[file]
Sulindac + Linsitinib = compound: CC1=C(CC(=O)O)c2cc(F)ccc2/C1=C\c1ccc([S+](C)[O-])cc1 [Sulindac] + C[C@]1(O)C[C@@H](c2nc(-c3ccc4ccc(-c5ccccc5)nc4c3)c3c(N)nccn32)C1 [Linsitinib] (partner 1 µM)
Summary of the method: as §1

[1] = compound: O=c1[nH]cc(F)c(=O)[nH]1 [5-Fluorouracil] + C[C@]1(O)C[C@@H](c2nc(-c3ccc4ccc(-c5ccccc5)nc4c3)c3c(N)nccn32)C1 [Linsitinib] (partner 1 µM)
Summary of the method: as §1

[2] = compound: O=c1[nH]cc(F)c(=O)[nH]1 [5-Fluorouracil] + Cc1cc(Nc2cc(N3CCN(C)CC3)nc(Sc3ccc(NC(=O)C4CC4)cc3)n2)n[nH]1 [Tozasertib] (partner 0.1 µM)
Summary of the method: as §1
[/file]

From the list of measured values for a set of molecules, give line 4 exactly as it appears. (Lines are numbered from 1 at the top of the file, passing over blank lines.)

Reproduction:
Summary of the method: as §1